A short hop over the water to the northwest of the main Nova Scotia peninsula is Cape Breton Island. Together, these two land masses make up the great Canadian province of Nova Scotia, and while the former is well worth exploring, it’s the latter that sequesters one of the best driving roads on the planet.
Quite simply, the Cabot Trail has it all. Think breathtaking coastal views, charming and diverse cultural landmarks and architecture, buckets of options for outdoor adventure and – of course – mile after mile of exquisitely meandering and undulating open highway.
If you’ve flown into the province capital Halifax, which is situated on the main peninsula, you can hire a car, then access Cape Breton Island via the Canso Causeway bridge to Port Hastings. From there, you can either join the trail at Margaree Forks and go clockwise, or head to Nyanza for the anticlockwise route. Whichever direction you fancy taking, here’s a flavour of what awaits you when you switch the engine off.
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The great outdoors
As fun as it is to cruise the Cabot Trail in a nippy hot hatch or a comfortable saloon as it hugs the majestic North Atlantic coastline, outside is where it’s at in this part of the world. Hikers flock to the Cape Breton Highlands National Park, with 26 trails ranging from easy strolls to challenging hikes. If you’re in search of the perfect photo, the Skyline Trail near Pleasant Bay is known for its spectacular sunsets.
If you’re not quite ready to leave wheels behind, the northern sections of the Cabot Trail are made for cycling. South Harbour, meanwhile, is best experienced from the water. You can explore the saltwater marshes and pristine barrier beaches via kayak, paddleboard or canoe, which are available to hire for two hours or up to a full day. If you want to catch sight of some of the extraordinary marine life, there are numerous options for boat tours where you can spot whales, eagles, seals and seabirds at locations such as Bay St. Lawrence at the top of Cape Breton.
Crammed with culture
You can trace the traditions of the region’s Gaelic and Acadian-French settlers throughout the Cabot Trail and Cape Breton Island. If you’re in the mood for a jig, there are ceilidhs aplenty and lots more opportunities to immerse yourself in Gaelic culture at the Highland Village Museum. You can also try your hand at rug hooking like a true Acadian at Les Trois Pignons in Chéticamp.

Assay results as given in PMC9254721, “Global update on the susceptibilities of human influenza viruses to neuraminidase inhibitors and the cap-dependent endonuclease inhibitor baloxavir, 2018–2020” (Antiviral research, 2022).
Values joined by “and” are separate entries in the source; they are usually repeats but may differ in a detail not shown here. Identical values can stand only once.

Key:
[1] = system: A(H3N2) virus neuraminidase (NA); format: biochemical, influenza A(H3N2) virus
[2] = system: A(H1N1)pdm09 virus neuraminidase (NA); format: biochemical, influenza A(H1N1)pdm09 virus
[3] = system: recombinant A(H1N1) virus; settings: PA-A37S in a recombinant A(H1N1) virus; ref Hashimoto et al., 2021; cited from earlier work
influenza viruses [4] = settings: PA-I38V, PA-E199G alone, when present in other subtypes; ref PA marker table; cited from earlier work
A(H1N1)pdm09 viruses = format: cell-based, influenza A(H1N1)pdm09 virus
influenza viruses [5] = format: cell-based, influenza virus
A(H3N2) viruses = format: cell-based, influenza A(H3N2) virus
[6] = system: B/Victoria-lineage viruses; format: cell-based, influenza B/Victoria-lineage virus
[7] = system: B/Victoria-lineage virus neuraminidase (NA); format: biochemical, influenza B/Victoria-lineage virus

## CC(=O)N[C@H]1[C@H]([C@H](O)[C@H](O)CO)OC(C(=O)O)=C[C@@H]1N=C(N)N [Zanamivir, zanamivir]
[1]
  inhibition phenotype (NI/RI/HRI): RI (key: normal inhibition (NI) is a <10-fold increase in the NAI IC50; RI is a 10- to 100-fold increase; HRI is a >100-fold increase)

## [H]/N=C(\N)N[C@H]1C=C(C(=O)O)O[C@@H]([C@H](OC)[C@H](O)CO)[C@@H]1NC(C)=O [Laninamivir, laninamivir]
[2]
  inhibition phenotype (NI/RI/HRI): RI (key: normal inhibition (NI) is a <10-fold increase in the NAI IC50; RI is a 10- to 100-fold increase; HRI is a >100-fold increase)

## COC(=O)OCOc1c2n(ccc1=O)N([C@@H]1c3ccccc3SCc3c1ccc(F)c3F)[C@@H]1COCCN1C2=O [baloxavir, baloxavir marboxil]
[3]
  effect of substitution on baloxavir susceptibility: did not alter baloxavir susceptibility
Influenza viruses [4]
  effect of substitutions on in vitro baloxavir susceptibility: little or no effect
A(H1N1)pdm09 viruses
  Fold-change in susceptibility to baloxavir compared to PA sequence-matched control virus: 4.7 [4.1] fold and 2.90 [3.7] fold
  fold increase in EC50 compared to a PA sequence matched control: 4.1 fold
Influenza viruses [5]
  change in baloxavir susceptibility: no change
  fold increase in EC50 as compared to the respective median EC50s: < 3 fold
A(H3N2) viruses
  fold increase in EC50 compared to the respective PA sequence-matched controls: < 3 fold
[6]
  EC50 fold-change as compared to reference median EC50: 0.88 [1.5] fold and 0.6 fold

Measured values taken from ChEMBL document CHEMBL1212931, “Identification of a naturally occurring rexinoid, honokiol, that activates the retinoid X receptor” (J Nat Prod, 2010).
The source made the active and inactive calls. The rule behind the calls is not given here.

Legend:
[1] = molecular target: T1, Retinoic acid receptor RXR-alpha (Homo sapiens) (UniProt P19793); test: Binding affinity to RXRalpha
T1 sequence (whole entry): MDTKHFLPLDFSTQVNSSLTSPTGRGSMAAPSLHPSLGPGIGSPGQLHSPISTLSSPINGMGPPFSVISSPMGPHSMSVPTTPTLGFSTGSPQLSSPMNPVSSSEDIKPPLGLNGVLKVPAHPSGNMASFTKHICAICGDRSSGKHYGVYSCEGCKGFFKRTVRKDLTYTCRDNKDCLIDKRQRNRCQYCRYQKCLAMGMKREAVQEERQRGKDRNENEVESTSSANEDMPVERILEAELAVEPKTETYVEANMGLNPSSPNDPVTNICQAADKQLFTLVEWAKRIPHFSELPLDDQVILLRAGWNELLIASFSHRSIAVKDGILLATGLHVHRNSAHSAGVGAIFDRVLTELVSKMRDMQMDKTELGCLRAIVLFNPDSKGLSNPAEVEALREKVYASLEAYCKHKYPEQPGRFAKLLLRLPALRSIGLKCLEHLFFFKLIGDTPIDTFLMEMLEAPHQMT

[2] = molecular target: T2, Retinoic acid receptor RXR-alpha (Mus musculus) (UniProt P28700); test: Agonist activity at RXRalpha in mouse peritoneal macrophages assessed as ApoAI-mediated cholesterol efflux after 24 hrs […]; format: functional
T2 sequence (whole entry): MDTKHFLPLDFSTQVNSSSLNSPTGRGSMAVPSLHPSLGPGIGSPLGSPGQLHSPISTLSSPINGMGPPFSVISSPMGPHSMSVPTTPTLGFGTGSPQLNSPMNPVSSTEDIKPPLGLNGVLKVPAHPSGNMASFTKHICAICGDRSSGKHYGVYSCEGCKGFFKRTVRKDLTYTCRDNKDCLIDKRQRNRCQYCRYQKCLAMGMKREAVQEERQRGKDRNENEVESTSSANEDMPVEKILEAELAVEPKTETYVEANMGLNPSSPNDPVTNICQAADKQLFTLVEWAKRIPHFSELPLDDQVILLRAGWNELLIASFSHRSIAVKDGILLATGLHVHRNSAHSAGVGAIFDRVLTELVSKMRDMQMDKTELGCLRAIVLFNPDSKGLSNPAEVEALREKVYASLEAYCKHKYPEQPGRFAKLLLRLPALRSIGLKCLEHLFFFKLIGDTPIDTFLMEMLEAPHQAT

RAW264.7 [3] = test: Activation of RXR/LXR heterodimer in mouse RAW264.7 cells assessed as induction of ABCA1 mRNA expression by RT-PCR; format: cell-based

To learn about the indigenous Mi’kmaq people, take a detour from the trail and head east to Goat Island. There you’ll be guided by a dedicated Mi’kmaq interpreter through a memorable and unique cultural trail. You can learn more about the people at the Fortress of Louisbourg National Historic Site, where you can also discover the remarkable story of Marie Marguerite Rose. After 19 years of slavery, she went on to open an inn and tavern in Louisbourg, becoming the first free Black businesswoman on record in Canada’s history.
And if you’re soul’s craving some artistic inspiration, you can find it on the Cabot Trail’s Artisans Loop. Drawn by the area’s natural beauty, several artists, sculptors, glass blowers and potters alike display their work in studios. You might even find the perfect souvenir.Advertisement - Page continues below
All this adventure sounds like hungry work, so if you love fresh seafood from cold, crystalline waters, you’ve come to the right place. The lobster in Nova Scotia is legendary, so much so there’s a dedicated Lobster Trail designed to give you a taste of all the good stuff. The trail comprises 26 of the best restaurants in the province, and on Cape Breton Island, Inverary Resort and Chanterelle Restaurant are the real standouts.
Seafood chowder is another celebrated local speciality. Each restaurant has its own twist on this classic dish, but you can expect an enticing mix of each day’s catch, which could include haddock, mussels, prawns, clams, scallops and, yes, lobster, along with corn, potatoes and onion, in a satisfyingly savoury and warming broth. You’ll also find plenty of bars and pubs serving local ales, single malt whiskies and the finest drops from Nova Scotia’s fêted wine country. A crisp, dry glass of Tidal Bay white after a long day’s exploration is just about as good as it gets.
Ready to plot your way round the Cabot Trail? It’s only a six-hour flight away.
Do more in Nova Scotia
Dial a Flight
Explore Nova Scotia with Dial a Flight
Travel as part of Dial a Flight’s ‘Complete Nova Scotia - Fly Drive’ between 1 May 2024 – 30 June 2024.
From: £1,975 per person, including 14 nights accommodation, flights and car hire.
Reservations team number: 020 7962 9933 | www.dialaflight.com